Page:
## building self-aware device – part 1

The canonical way to tell whether an animal (or anything) is self-aware is the mirror-test. Put it in front of a mirror, if the animal recognize itself, then it’s self-aware; otherwise it’s not.

But then what exactly is self-awareness? What exactly does the mirror-test test? Can we make self-aware machines? I was pondering on this because I recently realized that vehicles (or in general any device) are considered dumb not only because they have no intelligence, but also because they are not self-aware.

Take a car for example, it’s considered dumb not only because it cannot make any intelligent decision on itself, but also because it will do things that are obviously against it’s own best interest as long as that’s the command from a human being. Would it be interesting if we can build a car that cares itself and avoids crashes and collisions out of its own interests?

Back to the mirror test. Essentially the test tests the ability of an animal to recognize oneself through visual signal of optical reflection. Let’s try to break it down by replacing non-essential part.

First of all,  it seems that there’s no obvious reason we should limit ourselves to visual signal. It’s just one form of signal that a lot of animals can sense easily. A lot of other animals rely on other sensors. For example, bats are known to be able to tell its own ultra sound signal from others. If we’re not limited to visual reflection, then recognizing oneself through reflected/echoed signal is not that difficult. For example, if an device could simply broadcast its own identity through ultra sound like a bat.

We can build a device that broadcast its own identity through ultra-sound, let’s say the identity has a form of a GUID. Now, our device will be able to tell its own signal apart from other signals. Is that enough to be self-aware?

Most cars manufactured nowadays have more than one ultra sound radar built in. They beep when they sense the danger of crashing into something. It seems that it kind of self-aware, but not quite, right?

We have to take a closer look at the mirror test. When a self-aware animal first sees itself through a mirror, it has no prior knowledge about its own appearance in the mirror. Then how exactly does it come to the conclusion that the object inside the mirror is a visual representation of himself? The only possibility is, the animal actually learns that by experimenting.

Wikipedia actually has a full description of the mirror test being conducted the first time:

In 1970, Gordon Gallup, Jr., experimentally investigated the possibility of self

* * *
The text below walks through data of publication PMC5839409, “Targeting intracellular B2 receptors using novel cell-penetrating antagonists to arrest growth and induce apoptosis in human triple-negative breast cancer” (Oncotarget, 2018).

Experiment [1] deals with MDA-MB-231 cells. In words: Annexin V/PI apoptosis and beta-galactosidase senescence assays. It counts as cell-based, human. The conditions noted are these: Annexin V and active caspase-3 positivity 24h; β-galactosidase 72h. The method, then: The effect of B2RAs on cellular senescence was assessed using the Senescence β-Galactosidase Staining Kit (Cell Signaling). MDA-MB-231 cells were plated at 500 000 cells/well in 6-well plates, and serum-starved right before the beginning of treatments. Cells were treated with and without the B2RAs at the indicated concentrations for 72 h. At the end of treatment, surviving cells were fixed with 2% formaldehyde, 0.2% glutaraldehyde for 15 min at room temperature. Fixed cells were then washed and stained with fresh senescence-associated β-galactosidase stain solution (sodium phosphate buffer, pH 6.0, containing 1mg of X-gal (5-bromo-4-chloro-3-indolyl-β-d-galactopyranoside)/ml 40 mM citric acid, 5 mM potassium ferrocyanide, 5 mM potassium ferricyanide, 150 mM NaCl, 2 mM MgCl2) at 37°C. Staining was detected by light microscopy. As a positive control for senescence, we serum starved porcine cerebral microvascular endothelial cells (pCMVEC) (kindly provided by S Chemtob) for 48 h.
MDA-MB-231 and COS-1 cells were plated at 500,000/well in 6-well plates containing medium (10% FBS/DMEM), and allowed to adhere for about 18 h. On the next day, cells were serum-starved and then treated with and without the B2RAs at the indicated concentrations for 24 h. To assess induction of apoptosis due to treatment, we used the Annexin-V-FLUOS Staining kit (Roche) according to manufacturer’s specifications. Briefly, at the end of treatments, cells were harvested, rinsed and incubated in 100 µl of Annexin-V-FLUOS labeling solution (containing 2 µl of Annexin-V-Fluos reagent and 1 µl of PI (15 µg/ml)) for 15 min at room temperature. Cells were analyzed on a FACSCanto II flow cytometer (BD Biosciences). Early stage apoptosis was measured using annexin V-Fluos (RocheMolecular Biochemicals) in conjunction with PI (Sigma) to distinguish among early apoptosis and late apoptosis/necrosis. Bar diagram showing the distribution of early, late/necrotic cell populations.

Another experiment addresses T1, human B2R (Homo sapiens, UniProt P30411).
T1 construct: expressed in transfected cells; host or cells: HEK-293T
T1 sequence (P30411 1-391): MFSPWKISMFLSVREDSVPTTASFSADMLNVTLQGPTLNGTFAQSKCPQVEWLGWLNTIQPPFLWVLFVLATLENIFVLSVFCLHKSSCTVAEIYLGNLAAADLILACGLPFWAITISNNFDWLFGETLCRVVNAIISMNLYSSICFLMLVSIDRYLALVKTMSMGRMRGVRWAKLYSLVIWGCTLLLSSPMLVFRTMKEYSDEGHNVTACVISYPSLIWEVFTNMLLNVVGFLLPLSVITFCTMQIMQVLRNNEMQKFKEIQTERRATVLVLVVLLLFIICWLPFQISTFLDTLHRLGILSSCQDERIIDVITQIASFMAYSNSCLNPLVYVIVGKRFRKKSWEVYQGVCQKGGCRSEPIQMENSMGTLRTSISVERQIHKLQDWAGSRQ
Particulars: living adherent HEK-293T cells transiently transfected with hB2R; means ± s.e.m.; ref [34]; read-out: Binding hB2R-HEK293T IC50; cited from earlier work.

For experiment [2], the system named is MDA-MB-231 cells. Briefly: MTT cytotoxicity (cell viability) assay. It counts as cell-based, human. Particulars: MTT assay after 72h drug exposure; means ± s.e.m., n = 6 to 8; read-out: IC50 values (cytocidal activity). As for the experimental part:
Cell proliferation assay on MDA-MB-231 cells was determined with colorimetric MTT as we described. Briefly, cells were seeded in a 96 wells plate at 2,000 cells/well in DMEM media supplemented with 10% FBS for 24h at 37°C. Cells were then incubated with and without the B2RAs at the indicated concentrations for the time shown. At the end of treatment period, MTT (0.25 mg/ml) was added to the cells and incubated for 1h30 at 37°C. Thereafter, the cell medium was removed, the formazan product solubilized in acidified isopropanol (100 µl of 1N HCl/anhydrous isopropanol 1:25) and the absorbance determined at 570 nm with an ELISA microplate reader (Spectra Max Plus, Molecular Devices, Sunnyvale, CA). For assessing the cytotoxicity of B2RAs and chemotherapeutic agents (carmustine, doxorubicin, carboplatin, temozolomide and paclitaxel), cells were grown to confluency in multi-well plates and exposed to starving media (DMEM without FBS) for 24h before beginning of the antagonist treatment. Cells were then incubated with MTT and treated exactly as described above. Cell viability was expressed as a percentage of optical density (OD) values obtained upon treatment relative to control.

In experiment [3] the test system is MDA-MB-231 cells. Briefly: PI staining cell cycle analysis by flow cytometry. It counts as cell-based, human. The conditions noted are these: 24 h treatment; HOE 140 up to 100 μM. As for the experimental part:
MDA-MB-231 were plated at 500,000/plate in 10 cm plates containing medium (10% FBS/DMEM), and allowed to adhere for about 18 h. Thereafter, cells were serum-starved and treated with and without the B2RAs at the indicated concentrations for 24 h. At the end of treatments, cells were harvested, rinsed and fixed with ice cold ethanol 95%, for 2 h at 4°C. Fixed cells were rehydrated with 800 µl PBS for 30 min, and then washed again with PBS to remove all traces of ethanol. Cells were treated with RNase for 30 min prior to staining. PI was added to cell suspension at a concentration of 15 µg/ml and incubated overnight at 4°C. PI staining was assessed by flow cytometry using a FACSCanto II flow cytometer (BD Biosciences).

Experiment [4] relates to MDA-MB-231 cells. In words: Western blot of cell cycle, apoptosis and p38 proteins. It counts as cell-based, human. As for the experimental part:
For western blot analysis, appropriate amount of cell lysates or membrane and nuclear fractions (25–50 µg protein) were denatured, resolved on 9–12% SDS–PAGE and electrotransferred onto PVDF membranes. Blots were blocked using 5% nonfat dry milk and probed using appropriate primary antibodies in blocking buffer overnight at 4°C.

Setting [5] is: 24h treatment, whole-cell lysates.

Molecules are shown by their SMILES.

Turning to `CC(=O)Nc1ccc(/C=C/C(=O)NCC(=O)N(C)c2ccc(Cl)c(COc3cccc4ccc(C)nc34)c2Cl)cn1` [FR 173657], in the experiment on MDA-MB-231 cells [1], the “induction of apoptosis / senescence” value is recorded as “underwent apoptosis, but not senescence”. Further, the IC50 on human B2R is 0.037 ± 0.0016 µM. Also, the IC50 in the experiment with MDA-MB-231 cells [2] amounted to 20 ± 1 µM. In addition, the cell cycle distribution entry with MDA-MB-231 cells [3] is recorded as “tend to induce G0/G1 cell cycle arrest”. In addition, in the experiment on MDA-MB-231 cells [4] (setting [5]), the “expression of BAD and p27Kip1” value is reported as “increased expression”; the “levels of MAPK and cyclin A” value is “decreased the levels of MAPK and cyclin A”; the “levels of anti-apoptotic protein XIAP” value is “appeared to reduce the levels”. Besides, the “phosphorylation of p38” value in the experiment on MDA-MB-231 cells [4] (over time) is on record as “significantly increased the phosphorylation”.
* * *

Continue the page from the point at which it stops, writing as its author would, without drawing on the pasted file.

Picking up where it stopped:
-recognition with two male and two female wild pre-adolescent chimpanzees (Pan
troglodytes), none of which had presumably seen a mirror previously. Each chimpanzee
was put into a room by itself for two days. Next, a full-length mirror was placed in
the room for a total of 80 hours at periodically decreasing distances. A multitude
of behaviors were recorded upon introducing the mirrors to the chimpanzees. Initially,
the chimpanzees made threatening gestures at their own images, ostensibly seeing their
own reflections as threatening. Eventually, the chimps used their own reflections for
self-directed responding behaviors, such as grooming parts of their body previously
not observed without a mirror, picking their noses, making faces, and blowing bubbles
at their own reflections.

From this description it’s obvious that the recognition is a learning process. This observation has several implications:

First of all, because it’s a learning process. It’s very flexible, very adaptive. The animal doesn’t have to stand still in front of a mirror to recognize itself. Even the physical appearance later changes dramatically, the animal will be able to recognize himself again very quickly.

In contract, if a device just broadcast our own identity, then in a noisy environment, then it may have difficulties. Or, if for some reason we have to change the identity, then we also have to change the verification logic.

Secondly, indeed we don’t have to limit ourselves to visual reflection. Voice will also do. Touching will also do. In fact, people that are born to be blind are able to recognize themselves by other senses. And we don’t think they are not self-ware.

Last, a very subtle prerequisite of such a learning process is, the animal has to know its own properties and boundary. Otherwise, the animal won’t be able to know a waving arm is its own or not (with or without a mirror). Every animal knows it’s own properties and boundary (This is my fur, this is my claw, etc),  if we’re trying to design devices to be self-aware, we have to build this capability as well.

So by now I think we can define self-awareness as:

1. Knows ones own properties and boundary;
2. Able to learn ones own identity from experiments;